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Latest Theory Behind ‘Mystery Booms’: It’s All In Your Head

Since late in 2014, the media has been rife with reports of “mystery booms” that have been heard around various parts of the world.

However, a little-known phenomenon has been proposed as one among the many explanations which might (and that’s a rather hefty might) explain some of the perceived noises as a previously-misunderstood psychological phenomenon.

In other words, the ‘booms’ may just be in your head.

A recent article in Yahoo News asks, “Ever hear an explosion in the night that didn’t seem to exist? One that you never told anyone about, for fear they’d think you were going insane?”

Exploding Head Syndrome

Citing a recent Washington State University study, it is now estimated that as many as one in five people may be subject to experiencing what is known as “exploding head syndrome,” where a person may be awakened from sleep by a perceived explosive noise, which seems so real that they often think they have actually heard it.

Yahoo News reports:

[T]he “exploding head” phenomenon occurs when, instead of shutting down gradually and slowly, the auditory neurons crash all at once — and with a bang. “That’s why you get these crazy-loud noises that you can’t explain, and they’re not actual noises in your environment,” says researcher Brian Sharpless, an assistant professor at Washington State University and the director of the university’s psychology clinic, in a press release.

Could this be a legitimate cause underlying at least a portion of the “mystery booms” reported around the world?

In 2014, one of the more widely publicize instances of booms over a metropolitan area dealt with a repetitive series of explosions which many likened to fireworks, which were heard around London. Numerous recordings of these sounds appeared online, pointing to an actual physical cause underlying the noises.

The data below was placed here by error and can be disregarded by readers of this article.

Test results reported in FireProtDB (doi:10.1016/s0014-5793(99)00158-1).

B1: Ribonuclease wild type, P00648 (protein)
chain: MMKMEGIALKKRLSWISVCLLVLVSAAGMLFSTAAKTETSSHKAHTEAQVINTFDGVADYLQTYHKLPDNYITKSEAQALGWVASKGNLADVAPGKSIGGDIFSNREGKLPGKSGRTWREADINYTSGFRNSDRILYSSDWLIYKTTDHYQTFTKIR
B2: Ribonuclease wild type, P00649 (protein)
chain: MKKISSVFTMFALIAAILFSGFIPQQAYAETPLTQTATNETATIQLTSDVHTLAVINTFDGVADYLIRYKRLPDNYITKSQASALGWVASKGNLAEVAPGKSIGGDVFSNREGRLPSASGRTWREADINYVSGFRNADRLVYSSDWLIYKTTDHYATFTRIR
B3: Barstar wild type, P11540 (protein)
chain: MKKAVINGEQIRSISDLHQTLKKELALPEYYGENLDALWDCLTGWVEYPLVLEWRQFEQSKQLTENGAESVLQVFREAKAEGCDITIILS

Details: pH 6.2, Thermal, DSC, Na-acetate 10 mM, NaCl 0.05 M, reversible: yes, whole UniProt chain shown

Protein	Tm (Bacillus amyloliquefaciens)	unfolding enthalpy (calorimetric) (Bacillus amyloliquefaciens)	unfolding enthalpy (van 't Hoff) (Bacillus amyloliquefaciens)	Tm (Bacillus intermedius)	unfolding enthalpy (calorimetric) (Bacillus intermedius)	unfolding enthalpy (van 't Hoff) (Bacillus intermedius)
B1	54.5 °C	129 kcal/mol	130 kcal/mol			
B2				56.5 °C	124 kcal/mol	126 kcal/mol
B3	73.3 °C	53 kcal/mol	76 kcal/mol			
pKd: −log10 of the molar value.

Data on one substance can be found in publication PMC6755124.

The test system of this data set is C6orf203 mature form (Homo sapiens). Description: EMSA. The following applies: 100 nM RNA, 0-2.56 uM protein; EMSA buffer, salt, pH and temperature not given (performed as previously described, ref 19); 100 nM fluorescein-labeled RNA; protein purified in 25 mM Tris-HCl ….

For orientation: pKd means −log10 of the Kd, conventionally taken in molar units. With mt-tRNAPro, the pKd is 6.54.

Shortly thereafter, the American midwest had been perceived as a particular “hotspot” around December and into January of the new year, with many citing cryoseisms or “frost quakes” as a possible cause. Further northwest, similar reports near the northern California and Washington coasts were believed by some to be the result of Navy testing offshore, but to-date, no records indicate any conclusive link between any governmental activities and mysterious explosions.

A variety of other theories have sprung up in relation to the phenomenon, which include stealth aircraft tests in the United States and Britain, as well as the belief among some that Russia may be testing OTH (over the horizon) technologies; however, much like the various other speculative theories as to the cause of these booms, no conclusive links between the phenomenon and such technologies have been offered.

If indeed the “exploding head syndrome” could be taken for being one among the many proposed explanations for the “mystery booms,” it would be interesting to compare reports in vicinities where multiple individuals claimed to experience the sounds around the same time (as reports indicated in parts of Kansas and Ohio in late 2014). Otherwise, the next question we may have to ask could be, “what environmental factors might lead to regional ‘spikes’ in exploding head phenomenon?”

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Micah Hanks is a writer, podcaster, and researcher whose interests cover a variety of subjects. His areas of focus include history, science, philosophy, current events, cultural studies, technology, unexplained phenomena, and ways the future of humankind may be influenced by science and innovation in the coming decades. In addition to writing, Micah hosts the Middle Theory and Gralien Report podcasts.

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